Wine, WIDE & Unix (was: Support for pkgconfig)

Francois Gouget fgouget at
Sun Apr 27 16:32:29 CDT 2003

On Sun, 27 Apr 2003, Dimitrie O. Paun wrote:

> On April 27, 2003 12:47 am, Francois Gouget wrote:
> > Only as far as commercial companies are concerned. Under the GPL
> > license, anyone can fork QT.
> And you think this is any way acceptable?

Bah, I don't really care. Maybe because I use neither Gnome nor KDE.
I see your point but I can't help but think that it's a bit of a stretch
to say Trolltech could become another monopoly when there is a GPL
implementation available, which is why I said the above.

> I am sorry, but an OS that puts commercial development at such a
> tremendous disadvantage (that is, subject to the monopolistic whims of
> one company) is not a platform. So all the portability issues you
> listed don't even start to apply.

Because KDE's license is bad it does not matter whether WIDE is portable
or not? That does not make sense. Your telling people to ignore a fatal
flaw in WIDE just because _one_ of the other frameworks has what you say
is another fatal flaw. That's jumping out of the fire and into the pan.

Now if you think WIDE is portable, tell us how.

> > So you're saying Linux developpers should abandon Gnome/Gtk and KDE/QT
> > and instead develop using Win32+OLE+COM?
> No! Unfortunately, KDE/QT is in a difficult situation due to the
> licensing problem. It is the desktop of choice for most people,
> I use it, but I can't see what we can do about it.

So the situation will remain the same: we will haev KDE applications and
WIDE applications and they will not be interoperable. I.e. it won't be
possible to insert an Excel spreadsheet in a KWord document.

> > I'm not criticizing, I'm trying
> > to clarify because in one of your previous email I had the impression
> > that you advocated development against a Win32-based Gtk API.
> Gtk is already ported to Win32. App wouldn't even know what Gdk backend
> is used, they would be just the same.

Does that include interoperability with OLE/COM/DCOM or just the look
and feel integration?

> They have a choice: Gtk/Gnome, wxWindows, Win32. There are a lot of
> free apps (see the top SF downloads for examples) that use the Win32
> API, so it's not something new I'm suggesting? Do you think it's more
> moral/ethical to treat these apps as second class citizens in Linux?

I don't see the problem. Do you think it's more moral/ethical to treat
open-source MacOS/X applications as second class citizens in Linux? What
about DOS applications? OS/2 applications? Amiga applications?

> > Yes it would be very cool. I am far from being an expert on OLE/DCOM but
> > I have been told that it may be feasible. Probably a heck of a lot of
> > work though.
> I'm not saying it would be easy. But given that Bonobo was so deeply
> inspired by OLE, I'm hoping it can map easily onto an OLE backend,
> and maybe that leads to an easier path to integration.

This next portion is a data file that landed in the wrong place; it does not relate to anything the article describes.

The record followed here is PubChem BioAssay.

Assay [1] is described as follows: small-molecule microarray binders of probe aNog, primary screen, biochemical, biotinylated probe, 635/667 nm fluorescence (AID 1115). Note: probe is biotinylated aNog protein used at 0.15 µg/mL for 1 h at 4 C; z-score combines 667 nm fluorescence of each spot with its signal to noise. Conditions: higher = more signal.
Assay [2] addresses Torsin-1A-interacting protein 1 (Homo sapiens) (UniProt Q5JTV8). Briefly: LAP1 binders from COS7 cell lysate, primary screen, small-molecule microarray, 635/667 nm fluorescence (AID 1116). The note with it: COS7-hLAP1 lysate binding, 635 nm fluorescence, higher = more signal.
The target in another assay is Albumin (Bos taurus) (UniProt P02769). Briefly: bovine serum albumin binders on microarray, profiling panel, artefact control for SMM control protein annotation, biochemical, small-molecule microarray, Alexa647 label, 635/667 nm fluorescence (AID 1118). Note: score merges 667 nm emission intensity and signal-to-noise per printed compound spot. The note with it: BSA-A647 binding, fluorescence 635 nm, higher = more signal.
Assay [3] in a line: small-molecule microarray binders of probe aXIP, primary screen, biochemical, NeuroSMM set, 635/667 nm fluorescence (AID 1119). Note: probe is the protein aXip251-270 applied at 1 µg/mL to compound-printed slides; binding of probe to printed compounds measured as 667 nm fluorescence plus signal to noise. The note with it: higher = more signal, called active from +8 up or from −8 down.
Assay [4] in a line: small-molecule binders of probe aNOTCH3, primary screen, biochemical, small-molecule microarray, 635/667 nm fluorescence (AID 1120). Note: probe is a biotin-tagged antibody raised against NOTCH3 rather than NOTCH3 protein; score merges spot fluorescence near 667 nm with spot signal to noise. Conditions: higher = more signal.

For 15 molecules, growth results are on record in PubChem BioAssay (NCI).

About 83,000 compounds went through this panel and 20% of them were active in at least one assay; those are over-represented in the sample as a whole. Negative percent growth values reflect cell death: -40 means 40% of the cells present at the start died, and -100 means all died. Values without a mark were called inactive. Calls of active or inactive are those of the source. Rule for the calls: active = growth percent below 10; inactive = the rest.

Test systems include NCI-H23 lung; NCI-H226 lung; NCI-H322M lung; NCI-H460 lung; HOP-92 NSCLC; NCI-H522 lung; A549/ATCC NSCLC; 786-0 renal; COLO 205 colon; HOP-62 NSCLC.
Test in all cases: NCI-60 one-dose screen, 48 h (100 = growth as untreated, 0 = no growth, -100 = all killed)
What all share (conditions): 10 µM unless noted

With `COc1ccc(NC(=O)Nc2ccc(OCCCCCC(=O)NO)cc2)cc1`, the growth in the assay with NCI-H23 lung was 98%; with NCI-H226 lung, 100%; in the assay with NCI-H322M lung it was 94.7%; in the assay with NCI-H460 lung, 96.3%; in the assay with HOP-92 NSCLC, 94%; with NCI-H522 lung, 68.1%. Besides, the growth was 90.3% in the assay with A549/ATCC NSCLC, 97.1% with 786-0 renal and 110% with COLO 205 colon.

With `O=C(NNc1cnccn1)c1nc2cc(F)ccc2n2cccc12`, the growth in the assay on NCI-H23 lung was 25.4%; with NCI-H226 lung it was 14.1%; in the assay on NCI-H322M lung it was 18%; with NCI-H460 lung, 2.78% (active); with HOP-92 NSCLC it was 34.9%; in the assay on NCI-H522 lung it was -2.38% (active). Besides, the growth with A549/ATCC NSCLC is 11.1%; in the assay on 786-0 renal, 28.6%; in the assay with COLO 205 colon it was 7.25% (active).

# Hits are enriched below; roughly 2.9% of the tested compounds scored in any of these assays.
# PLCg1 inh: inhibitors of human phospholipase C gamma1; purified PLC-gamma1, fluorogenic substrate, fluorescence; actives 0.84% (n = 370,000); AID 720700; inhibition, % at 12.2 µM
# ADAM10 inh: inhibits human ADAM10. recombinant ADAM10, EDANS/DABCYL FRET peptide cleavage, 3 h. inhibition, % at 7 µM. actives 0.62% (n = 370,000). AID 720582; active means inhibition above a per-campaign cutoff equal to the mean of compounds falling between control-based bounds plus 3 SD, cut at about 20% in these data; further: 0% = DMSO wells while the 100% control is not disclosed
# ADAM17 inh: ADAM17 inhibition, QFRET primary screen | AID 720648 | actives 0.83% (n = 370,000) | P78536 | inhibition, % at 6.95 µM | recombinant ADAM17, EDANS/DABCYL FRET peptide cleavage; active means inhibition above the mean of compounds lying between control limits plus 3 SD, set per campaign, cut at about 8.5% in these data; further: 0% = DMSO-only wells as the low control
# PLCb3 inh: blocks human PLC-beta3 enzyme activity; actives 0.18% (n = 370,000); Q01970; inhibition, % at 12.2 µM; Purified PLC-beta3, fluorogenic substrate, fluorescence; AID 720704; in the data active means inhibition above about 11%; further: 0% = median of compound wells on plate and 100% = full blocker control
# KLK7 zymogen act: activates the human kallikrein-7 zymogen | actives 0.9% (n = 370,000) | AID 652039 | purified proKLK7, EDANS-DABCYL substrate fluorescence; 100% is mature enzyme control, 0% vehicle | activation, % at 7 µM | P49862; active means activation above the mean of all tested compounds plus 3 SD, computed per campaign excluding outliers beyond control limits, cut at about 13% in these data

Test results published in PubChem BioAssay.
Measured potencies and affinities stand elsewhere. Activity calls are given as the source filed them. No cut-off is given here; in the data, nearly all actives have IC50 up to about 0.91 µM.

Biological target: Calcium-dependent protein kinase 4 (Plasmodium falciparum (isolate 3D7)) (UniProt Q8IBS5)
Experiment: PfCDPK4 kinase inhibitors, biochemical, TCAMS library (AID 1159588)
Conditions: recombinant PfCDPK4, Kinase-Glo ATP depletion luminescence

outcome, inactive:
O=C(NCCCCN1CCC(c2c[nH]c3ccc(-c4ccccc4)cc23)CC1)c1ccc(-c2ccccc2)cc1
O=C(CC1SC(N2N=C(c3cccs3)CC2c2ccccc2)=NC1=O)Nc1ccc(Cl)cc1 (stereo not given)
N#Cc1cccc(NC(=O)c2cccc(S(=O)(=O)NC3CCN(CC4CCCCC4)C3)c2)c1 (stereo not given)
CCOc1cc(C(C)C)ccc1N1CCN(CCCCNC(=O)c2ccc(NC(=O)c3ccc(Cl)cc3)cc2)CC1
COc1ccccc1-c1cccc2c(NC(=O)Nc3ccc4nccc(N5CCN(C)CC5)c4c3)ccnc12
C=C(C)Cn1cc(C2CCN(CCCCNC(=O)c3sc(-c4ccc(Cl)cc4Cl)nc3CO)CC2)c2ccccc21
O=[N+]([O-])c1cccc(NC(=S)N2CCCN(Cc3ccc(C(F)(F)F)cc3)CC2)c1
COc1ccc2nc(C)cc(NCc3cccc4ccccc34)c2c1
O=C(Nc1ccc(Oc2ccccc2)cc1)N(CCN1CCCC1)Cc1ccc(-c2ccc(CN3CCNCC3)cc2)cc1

I think we agree on most of the goals: we both want to integrate the
Wine, Gnome and KDE environments. By 'integrate' I mean, integrate the
menus and associations, automatically use the same look and feel, and
make it possible to use object components of one in the other and

I believe where we differ is on the method:
 * I think we should work on Wine to make that possible (though
   there may be some work to do in Gnome and KDE).
 * You think that it is mostly Gnome that must be modified to use the
   Wine APIs and you are ready to drop/ignore KDE. I believe you also
   proposed to replace Nautilus/Konqueror with Explorer, and to develop
   a new window manager.

> > Other questions so I better understand:
> >  * are you proposing source-level compatibility or binary level
> > compatibility?
> Both. We get both with Wine, we should be able to keep that.

Of course binary compatibility will only work on the x86 platform.
Porting applications to another platform will require recompiling them.
This will put commercial applications based on a commercial framework
such as MFC and Visual Basic at a big disadvantage. Is it fair to tell
people that this is the way to go when it will restrict them to the x86

I think not. Then you would push Gnome/Gtk as the framework of choice
for WIDE. But for these developpers, what's the advantage of WIDE
compared to the regular Gnome? It seems to me that it only risks to
tempt them into using non-portable APIs.

> >  * how do you propose to handle the issue of drive letters?
> What we do in Wine is just fine. I'm only concerned with GUI apps,
> and there I see drive letters as just shorthands to a bunch of
> dirs. If you like that, go nuts. I see it as mainly a UI thing,
> other than that we'd try to pass Unix paths around as much as
> possible.

You seem very concerned about look and feel. But drive letters are just
as big an issue. You won't have a unified desktop unless this is handled
uniformly. Or do you propose that Gnome applications too use drive

Francois Gouget         fgouget at
        It really galls me that most of the computer power in the world
                          is wasted on screen savers.
                     Chris Caldwell from the GIMPS project

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